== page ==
The Dilemma Of Designing For Digital Publishing

on Design

A product designer San Francisco's Tradecraft recently wrote an in-depth piece about the dilemmas of designing for publishing.

The author, May Wang, points out something she's learned while working with a native advertising client looking to implement Card UI design onto mobile sites it works with. (Sharethrough does this already with advertisers like Microsoft.)

"The publishing-tech world is a tricky world to design for," says designer Zane Riley, quoted in Wang's article. "Because these products don’t inherently profit from what makes them useful, such as a seamless reading experience or beautiful, clean UI."

"The thing that makes online publications profit is often also the most detrimental, distracting thing for a user — it’s advertising."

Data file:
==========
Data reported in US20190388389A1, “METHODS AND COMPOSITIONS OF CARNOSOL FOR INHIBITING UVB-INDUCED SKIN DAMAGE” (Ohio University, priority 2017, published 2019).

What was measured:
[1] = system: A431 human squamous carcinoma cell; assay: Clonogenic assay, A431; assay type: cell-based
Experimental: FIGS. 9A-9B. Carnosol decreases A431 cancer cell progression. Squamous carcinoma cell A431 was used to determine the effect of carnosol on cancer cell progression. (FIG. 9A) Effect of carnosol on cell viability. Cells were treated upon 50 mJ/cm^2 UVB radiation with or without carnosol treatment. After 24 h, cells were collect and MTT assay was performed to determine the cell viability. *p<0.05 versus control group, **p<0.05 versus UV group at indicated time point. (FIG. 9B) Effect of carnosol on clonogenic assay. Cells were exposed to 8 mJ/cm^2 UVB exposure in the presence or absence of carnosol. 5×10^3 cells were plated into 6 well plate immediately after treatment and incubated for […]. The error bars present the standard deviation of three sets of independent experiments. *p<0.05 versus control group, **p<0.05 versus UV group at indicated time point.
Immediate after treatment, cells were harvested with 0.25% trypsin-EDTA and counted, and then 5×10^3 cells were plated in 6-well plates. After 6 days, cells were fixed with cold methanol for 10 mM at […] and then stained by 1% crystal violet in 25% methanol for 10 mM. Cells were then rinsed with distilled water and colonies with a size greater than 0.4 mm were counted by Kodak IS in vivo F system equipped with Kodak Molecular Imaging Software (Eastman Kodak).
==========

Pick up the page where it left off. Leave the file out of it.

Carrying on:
And there's the punchline — advertising, most publishers' main business model, is at odds with the publisher product, which is good editorial content and a clean reading experience.

This is just the latest way that both sides of newsrooms are at odds with each other. But those walls are being broken down, brick by brick. As native becomes the new normal, it’s less about editorial vs. advertising and more about editorial as advertising.

At a time where attention spans are declining and "free" is the price du jour (what was the last app you paid for?), it's more important than ever for publishers to offer advertising that doesn't interrupt the user experience.

As our co-founder and CEO Dan Greenberg likes to say, "In the future there will be no native advertising. All ads will be native."

In our wired world where millisecond-page loads and micro-moments matter, publishers must strive to optimize the entire experience: from reading to advertising and beyond.